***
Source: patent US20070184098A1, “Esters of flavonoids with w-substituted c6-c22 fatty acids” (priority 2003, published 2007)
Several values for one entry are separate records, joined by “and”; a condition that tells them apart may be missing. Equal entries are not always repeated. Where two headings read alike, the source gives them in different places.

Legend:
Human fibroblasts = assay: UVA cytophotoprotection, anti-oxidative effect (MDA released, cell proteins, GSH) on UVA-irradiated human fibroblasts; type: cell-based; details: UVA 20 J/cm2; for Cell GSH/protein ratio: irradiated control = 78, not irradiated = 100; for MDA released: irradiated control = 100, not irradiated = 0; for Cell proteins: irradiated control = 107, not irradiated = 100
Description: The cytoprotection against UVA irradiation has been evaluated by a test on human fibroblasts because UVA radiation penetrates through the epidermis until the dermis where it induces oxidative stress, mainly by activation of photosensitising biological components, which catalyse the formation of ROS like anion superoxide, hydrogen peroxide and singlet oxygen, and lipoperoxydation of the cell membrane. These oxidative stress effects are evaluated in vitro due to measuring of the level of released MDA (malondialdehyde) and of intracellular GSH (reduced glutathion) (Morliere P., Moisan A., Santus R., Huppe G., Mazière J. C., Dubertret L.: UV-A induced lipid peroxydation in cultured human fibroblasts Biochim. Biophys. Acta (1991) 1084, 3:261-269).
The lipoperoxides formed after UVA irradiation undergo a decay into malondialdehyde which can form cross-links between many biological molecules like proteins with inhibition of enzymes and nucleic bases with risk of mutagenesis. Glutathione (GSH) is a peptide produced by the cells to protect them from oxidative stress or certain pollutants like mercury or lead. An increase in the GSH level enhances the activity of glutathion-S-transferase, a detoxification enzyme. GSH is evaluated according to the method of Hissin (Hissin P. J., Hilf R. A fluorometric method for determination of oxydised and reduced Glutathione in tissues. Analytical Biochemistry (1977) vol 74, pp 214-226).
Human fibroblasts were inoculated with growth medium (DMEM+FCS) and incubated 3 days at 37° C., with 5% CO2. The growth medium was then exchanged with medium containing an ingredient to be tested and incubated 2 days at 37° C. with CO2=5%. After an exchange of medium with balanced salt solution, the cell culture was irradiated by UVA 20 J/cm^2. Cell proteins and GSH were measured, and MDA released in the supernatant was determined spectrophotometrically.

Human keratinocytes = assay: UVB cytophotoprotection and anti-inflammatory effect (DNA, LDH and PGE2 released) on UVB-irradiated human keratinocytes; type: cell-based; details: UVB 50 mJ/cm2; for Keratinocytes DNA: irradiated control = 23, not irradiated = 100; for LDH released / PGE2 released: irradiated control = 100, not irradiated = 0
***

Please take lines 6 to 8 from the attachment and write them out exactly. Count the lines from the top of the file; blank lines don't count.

The lipoperoxides formed after UVA irradiation undergo a decay into malondialdehyde which can form cross-links between many biological molecules like proteins with inhibition of enzymes and nucleic bases with risk of mutagenesis. Glutathione (GSH) is a peptide produced by the cells to protect them from oxidative stress or certain pollutants like mercury or lead. An increase in the GSH level enhances the activity of glutathion-S-transferase, a detoxification enzyme. GSH is evaluated according to the method of Hissin (Hissin P. J., Hilf R. A fluorometric method for determination of oxydised and reduced Glutathione in tissues. Analytical Biochemistry (1977) vol 74, pp 214-226).
Human fibroblasts were inoculated with growth medium (DMEM+FCS) and incubated 3 days at 37° C., with 5% CO2. The growth medium was then exchanged with medium containing an ingredient to be tested and incubated 2 days at 37° C. with CO2=5%. After an exchange of medium with balanced salt solution, the cell culture was irradiated by UVA 20 J/cm^2. Cell proteins and GSH were measured, and MDA released in the supernatant was determined spectrophotometrically.

Human keratinocytes = assay: UVB cytophotoprotection and anti-inflammatory effect (DNA, LDH and PGE2 released) on UVB-irradiated human keratinocytes; type: cell-based; details: UVB 50 mJ/cm2; for Keratinocytes DNA: irradiated control = 23, not irradiated = 100; for LDH released / PGE2 released: irradiated control = 100, not irradiated = 0